2017 Volume 44 Issue 4 Pages 272-276
Purpose: Women with severe menstrual pain take medications for uncomfortable symptoms. However, medications sometimes cause side effects such as gastric ulcers and allergies. Transcutaneous electrical nerve stimulation (TENS) relieves pain following trauma to the extremities such as a sprain or fracture and has fewer side effects. We used TENS to relieve menstrual pain and evaluated its effectiveness.
Methods: Twenty-two healthy adult Japanese women participated in this study, and four menstrual cycles of each woman were analyzed. TENS (Trio 300, Ito Physiotherapy and Rehabilitation, Ito Co. Ltd., Japan) was used to relieving menstrual pain in two menstrual cycles (TENS group), and for the other two menstrual cycles, TENS was not used (control group). Measurement began when the woman first felt the pain from menses starting time to 0 minutes and set after that to total of 10 times per 60 minutes until 240 minutes every 10 minutes until 60 minutes. In the TENS group, TENS was used for 30 minutes beginning at 0 minutes. Women with severe menstrual pain were permitted medication and their data were not included.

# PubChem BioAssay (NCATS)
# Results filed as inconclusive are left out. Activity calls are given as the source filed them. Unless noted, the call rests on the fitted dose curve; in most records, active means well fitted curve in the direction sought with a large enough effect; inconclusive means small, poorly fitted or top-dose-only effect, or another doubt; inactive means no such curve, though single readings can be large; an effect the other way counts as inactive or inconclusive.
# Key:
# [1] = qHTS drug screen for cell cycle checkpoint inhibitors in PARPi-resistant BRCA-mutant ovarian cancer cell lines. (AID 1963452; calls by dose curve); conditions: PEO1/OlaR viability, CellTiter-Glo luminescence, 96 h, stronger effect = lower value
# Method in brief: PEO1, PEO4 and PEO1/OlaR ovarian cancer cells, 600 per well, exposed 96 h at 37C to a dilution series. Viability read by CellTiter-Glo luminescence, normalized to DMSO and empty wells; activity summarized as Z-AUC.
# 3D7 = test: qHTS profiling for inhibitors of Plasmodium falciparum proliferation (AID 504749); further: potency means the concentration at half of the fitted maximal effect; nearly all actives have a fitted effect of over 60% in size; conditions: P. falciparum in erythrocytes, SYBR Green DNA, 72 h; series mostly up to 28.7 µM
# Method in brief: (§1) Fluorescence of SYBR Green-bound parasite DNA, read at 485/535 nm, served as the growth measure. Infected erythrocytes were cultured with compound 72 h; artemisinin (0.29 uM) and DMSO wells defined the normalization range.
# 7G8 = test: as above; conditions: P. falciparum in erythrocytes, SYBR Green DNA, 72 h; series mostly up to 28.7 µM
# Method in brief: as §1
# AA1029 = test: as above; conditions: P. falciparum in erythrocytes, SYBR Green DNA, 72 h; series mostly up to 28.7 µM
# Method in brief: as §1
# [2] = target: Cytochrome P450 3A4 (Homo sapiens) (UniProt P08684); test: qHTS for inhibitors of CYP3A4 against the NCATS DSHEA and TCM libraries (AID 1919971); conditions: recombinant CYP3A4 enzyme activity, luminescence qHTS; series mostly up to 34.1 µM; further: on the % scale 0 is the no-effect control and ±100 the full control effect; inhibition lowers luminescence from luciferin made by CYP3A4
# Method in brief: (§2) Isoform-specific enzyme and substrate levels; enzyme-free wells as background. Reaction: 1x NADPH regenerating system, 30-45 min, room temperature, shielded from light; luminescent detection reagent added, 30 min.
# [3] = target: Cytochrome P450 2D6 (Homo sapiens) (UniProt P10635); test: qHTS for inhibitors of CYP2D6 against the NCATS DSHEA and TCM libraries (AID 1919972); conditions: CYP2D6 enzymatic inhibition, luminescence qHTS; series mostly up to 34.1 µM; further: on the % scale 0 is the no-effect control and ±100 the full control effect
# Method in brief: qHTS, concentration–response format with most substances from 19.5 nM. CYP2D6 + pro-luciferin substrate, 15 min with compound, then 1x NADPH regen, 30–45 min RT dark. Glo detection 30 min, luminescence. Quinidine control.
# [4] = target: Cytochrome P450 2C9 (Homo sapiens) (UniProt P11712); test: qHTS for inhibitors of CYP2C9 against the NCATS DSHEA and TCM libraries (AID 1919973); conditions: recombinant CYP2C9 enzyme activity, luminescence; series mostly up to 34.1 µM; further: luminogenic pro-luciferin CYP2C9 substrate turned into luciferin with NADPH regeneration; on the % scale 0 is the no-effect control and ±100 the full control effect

Results: We analyzed 24 menstrual cycles (15 women) of the TENS group and 27 menstrual cycles (19 women) of the control group. In the TENS group, significant pain relief was obtained at 20, 30, 40, 50, 60 minutes from the beginning of the menses compared with the control group. No side effects due to TENS were observed.
Conclusion: This study suggest that TENS is useful for relieving menstrual pain and is not associated with severe side effects.